October 2022

Turning anger into power at the ballot box: COC PAC offers pathway to take action

By Aldore Collier

Millions of Black Americans are outraged over the U.S. Supreme Court striking down Roe v. Wade after nearly 50 years of protecting abortion rights and women’s health care freedom. They also are mad about inaction on issues that disproportionately impact our communities — health care, voting rights, economic instability and criminal justice.

As the midterm elections loom, the major challenge is channeling anger and outrage into a vehicle for political action. Color Of Change Political Action Committee, the electoral arm of the nation’s largest online racial justice organization, is giving members an electoral pathway to take action against injustice. COC PAC is using a host of resources to transform that outrage over Roe and other issues into action at the ballot box.

COC PAC has endorsed 27 candidates — the largest number yet for the political action committee during the midterms – in races in seven states. COC PAC is mobilizing hundreds of thousands of voters in those areas with critical, contested races through a range of efforts.

The races run the gamut, from the highly salient gubernatorial race in Georgia to congressional races in several states and less visible, down-ballot races such as district attorney races in Florida and Minnesota.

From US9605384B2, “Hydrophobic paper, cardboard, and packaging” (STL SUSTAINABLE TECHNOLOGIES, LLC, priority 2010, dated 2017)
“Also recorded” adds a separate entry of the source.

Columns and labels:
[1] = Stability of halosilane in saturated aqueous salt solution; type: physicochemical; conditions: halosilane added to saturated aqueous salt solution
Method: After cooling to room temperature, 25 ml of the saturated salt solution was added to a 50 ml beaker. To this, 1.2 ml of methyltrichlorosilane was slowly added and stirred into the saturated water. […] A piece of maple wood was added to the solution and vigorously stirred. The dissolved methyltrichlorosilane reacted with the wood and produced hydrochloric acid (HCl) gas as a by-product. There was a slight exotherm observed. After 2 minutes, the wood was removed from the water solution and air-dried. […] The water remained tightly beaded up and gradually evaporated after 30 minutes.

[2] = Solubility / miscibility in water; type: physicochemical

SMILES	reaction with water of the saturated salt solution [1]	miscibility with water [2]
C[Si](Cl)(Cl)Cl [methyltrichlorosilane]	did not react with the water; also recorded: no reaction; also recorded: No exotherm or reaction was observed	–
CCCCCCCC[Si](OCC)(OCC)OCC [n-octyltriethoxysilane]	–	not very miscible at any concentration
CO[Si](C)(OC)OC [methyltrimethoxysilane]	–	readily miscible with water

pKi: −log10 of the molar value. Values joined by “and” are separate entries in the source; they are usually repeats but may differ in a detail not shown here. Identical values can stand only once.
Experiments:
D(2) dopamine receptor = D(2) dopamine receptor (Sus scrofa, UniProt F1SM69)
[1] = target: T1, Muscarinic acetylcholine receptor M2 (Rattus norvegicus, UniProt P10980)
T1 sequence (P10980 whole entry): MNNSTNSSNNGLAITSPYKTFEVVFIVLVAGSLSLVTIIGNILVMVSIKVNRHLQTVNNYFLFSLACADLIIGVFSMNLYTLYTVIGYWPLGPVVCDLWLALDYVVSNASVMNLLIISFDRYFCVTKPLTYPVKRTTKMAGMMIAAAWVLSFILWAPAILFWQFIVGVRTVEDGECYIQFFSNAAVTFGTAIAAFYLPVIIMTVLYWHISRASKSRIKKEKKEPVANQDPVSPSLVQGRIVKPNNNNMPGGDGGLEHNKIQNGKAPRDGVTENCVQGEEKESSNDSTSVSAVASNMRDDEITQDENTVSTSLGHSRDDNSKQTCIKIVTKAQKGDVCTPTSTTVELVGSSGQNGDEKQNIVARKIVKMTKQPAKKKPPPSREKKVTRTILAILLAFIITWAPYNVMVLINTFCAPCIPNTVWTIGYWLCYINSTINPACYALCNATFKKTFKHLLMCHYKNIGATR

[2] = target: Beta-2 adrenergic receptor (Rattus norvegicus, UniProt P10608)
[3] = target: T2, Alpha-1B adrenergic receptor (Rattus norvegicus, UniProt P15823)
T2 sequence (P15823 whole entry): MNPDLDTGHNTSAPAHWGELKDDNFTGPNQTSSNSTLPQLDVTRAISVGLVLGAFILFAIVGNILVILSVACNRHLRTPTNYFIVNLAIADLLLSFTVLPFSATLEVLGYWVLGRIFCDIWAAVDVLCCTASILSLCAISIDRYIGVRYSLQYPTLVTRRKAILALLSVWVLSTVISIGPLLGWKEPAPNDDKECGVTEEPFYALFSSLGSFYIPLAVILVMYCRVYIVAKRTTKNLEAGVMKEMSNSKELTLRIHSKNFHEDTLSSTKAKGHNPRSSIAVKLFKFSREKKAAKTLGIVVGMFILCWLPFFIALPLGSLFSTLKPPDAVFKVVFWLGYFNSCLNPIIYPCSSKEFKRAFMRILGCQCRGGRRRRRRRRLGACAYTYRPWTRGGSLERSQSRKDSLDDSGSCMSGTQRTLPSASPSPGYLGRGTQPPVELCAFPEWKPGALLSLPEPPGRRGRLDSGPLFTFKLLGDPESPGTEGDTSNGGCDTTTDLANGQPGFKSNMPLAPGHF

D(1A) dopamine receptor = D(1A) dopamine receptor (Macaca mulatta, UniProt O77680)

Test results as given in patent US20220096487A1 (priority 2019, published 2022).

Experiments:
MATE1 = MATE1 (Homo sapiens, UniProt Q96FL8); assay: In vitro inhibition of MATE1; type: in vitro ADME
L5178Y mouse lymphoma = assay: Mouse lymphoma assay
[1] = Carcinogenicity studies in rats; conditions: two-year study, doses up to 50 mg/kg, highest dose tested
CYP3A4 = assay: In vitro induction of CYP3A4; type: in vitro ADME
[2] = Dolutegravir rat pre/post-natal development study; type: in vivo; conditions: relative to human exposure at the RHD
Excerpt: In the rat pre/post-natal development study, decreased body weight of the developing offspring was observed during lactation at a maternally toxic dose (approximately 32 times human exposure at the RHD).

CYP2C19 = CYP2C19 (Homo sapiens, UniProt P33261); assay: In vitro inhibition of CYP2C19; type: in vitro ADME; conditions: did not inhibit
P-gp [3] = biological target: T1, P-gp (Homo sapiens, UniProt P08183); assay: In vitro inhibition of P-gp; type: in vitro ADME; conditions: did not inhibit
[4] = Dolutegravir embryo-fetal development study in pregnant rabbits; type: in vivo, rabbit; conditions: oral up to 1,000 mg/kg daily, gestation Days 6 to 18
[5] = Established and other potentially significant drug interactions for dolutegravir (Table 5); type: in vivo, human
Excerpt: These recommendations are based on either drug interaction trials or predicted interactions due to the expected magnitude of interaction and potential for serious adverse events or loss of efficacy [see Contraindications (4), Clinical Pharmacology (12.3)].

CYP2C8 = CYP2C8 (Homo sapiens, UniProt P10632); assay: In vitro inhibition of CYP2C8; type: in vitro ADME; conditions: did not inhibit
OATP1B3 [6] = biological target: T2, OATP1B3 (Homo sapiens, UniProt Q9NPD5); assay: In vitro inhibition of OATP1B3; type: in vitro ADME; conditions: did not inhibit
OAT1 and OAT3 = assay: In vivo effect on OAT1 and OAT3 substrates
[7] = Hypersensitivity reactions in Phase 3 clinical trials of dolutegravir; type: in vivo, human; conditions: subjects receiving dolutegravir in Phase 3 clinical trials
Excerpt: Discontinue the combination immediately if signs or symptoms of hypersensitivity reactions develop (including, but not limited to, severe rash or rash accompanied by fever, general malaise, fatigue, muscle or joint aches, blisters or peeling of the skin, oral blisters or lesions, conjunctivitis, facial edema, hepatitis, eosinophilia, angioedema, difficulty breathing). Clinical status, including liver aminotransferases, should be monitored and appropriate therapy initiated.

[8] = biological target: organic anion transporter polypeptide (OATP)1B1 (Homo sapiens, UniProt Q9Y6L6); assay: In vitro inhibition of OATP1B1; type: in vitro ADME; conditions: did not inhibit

“Black people are facing higher grocery bills due to inflation and are having to choose between paying the gas bill or buying dinner,” said Shannon Talbert, senior director of Color Of Change PAC. “Our community doesn’t get the luxury of sitting out for (an election) cycle because our very livelihood is challenged daily.  

“Black women consistently show up, drive friends and family to the polls and go through ballots with their family and neighbors. Taking action is not separate from community building. It is woven into the fabric of our community,” she continued.

“These issues are not just a box with an ‘X’. The issues on the ballot will shape our day-to-day experiences, which is why we have a multi-layered approach to talk to high potential voters,”  Talbert said.

“Up and down the ballot, we have to turn out to vote for the candidates who will be accountable to our community. We deserve elected officials who are going to represent and fight for the issues that we care about,” she said.

What’s at stake this year is not only health care protections for women, but electing candidates who will help protect voting rights and hold police and corporations accountable.

Talbert’s colleague, Drew Daniels, agrees. Daniels, head of Color Of Change PAC’s digital division, said it’s “all hands on deck” for this election cycle.

“We’re broadcasting out millions of text messages, running digital ads on new platforms and launching direct mailing campaigns, building Black  voters’ confidence,” he said.

The extreme urgency is the tightly contested races for the U.S. Senate, where Democrats are working to hold on to — or expand — their current slim majority.